Community 2.0 and the Built Environment: Communeconomics

It's not exactly news that the internet is an innovative marketplace. While the urban commercial landscape is fairly predictable (commercial activity centers on and near arterial streets to take advantage of concentrated traffic), online marketers are continually figuring out newer and more effective ways to sell you more stuff and/or services. There are no streets in the virtual world along which to concentrate retail. Instead, websites with something to sell (which means every site with a .com address and then some) must take the idea of the traditional urban retail corridor forming a sort of informal, symbiotic and vaguely cross-promotional environment and try to replicate it. As technology has evolved, direct cross-promotional advertising and monitored preferences have created their own commercial "arterials," increasing commercial activity by focusing marketing efforts on increasingly specific audiences.

As Community 2.0 technology begins to influence this evolution, the internet is starting to change how retail is organized at the local level. 43 Places, from the people who brought us 43 Things and 43 People (surprised?), allows users to create pages for locations as specific as individual businesses within their neighborhoods. Well-regarded services like Yelp and UrbanSpoon (which is one of my favorite sites) allow people to check out businesses and restaurants in their neighborhood that provide both sponsored and user-generated reviews and ratings. Local businesses like the third places described in yesterday's post can become exponentially more popular as they receive free, customer/user-based publicity on the web. And with services like Twitter facilitating mass texting, web-based social groups can move their operations off of their desktops and into the proverbial real world. And with neighborhood-focused sites on the horizon, the need for web presence increases for local businesses looking to attract these highly wired groups to hold their meetings at these businesses. (I apologize for the wording there...it's a bit awkward.)

The internet is changing the model for independent, locally-based businesses. For the first time, these businesses are being provided with a marketing tool that allows them to level the playing field, somewhat, with large chain stores that spend more money on marketing than most independents spend in a year. (I'm guessing, but could you honestly say that's a stretch?) Local, community-based businesses have long been shown to reinvest more of their profits in the local community; now, C2.0 tech is enabling people to invest in their communities by promoting local businesses in an unprecedented way. One particularly exciting possibility for this symbiotic relationship is the strengthening of local businesses in the face of gentrification. While the question of how to provide equitable housing to residents in gentrifying neighborhoods remains unanswered, the C2.0 movement is providing a potential answer for business owners who provide a high-quality product but can't otherwise compete against international, hyperbranded machines.

There are an infinite number of ways that this could all play out, so I'm not going to try to make any predictions. But a suggestion, perhaps? I'd like to highlight a website that I almost featured in a Conscious Urbanism post a few weeks ago but decided to save for this series: Kiva.org. From their website: "Kiva lets you connect with and loan money to unique small businesses in the developing world. By choosing a business on Kiva.org, you can "sponsor a business" and help the world's working poor make great strides towards economic independence. Throughout the course of the loan (usually 6-12 months), you can receive email journal updates from the business you've sponsored. As loans are repaid, you get your loan money back."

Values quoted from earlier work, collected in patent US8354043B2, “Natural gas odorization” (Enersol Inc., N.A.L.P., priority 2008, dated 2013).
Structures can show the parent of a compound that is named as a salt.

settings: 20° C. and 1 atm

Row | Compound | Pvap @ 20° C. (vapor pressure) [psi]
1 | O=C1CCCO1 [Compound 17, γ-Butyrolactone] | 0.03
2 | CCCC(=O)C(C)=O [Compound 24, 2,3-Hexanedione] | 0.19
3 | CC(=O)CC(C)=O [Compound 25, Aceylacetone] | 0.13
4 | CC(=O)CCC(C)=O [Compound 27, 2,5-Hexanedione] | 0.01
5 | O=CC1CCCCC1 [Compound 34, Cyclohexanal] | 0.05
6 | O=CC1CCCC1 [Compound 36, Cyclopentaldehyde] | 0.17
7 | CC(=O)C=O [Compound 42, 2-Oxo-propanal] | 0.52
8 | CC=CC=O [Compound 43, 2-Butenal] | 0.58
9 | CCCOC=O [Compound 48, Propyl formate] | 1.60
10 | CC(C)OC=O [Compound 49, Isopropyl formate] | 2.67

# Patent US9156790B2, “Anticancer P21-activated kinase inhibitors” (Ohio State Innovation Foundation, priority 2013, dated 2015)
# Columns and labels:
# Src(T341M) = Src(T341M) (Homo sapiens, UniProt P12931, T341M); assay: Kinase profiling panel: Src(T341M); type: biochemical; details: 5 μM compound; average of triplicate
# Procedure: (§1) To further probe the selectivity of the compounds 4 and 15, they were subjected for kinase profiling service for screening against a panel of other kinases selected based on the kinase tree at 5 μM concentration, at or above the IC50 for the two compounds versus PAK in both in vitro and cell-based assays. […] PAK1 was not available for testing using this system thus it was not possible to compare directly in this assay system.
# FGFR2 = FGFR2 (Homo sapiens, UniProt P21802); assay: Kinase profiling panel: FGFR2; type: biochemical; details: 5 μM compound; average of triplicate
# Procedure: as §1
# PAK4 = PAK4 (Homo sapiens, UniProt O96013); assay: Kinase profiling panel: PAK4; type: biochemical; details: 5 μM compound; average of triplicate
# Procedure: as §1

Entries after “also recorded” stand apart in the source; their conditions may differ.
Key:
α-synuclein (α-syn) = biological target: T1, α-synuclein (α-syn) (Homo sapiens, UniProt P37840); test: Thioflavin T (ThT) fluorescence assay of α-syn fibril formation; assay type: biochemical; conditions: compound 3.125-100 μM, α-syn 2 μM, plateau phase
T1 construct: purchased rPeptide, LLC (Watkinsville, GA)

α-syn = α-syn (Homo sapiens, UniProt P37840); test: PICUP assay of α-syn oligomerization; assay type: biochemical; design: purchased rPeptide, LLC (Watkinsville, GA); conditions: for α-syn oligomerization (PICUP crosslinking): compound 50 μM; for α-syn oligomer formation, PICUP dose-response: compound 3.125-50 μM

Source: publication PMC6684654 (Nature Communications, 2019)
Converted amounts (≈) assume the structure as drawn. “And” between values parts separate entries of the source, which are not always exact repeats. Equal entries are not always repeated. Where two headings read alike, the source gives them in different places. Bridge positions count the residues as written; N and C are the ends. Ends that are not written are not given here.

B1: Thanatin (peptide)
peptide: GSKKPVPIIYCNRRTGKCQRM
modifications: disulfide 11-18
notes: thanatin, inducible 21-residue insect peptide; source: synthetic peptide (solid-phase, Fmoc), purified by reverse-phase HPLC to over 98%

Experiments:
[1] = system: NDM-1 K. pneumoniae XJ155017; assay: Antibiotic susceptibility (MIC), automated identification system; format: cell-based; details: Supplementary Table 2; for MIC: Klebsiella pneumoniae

This wonderful service has an international focus. The idea, however, is easily transferable to the local level. This type of service, replicated in the urban centers of the developed world, could do some pretty amazing things. Imagine a site that allowed neighbors to make small donations or loans to local businesses to help with repairs, expansions, or infrastructure upgrades to help fend off encroaching corporate interests in a neighborhood. Or a site that, more closely along the lines of the Kiva model, facilitated loans from citizens to small business owners in depressed areas of their city in an effort to strategically combat poverty and relieve stress from the social services system. Or even a site that helped residents of a neighborhood to come together to determine what is lacking from their local retail/services district and create community loan funds to encourage and help neighbors who might be thinking about opening a business, or even to create community owned and operated establishments.

The possibilities for the Community 2.0-enhanced economy (or the communeconomy, as I've so facetiously nicknamed it for the sake of creating a snappy title) are endless, and have a great deal of potential in terms of not only empowering local residents to preserve the character of their neighborhoods, but also even to give people a reason to gather together, face-to-face, and really invest in their communities and each others' well-being. This all sounds pretty optimistic, I know, but I'm sure that Kiva's founders were told the same thing. And they've now loaned over $6 million to small business owners around the world.

Series Posts: Introduction; The New Agora; Neighborhood Futurism; The Phil Tadros Interview

43 Places, Yelp, and Twitter

UrbanSpoon (gets its own line for being so awesome...Chicago is the default, but there are several different cities along the top right of the page.)

Kiva.org (Photo from Kiva)

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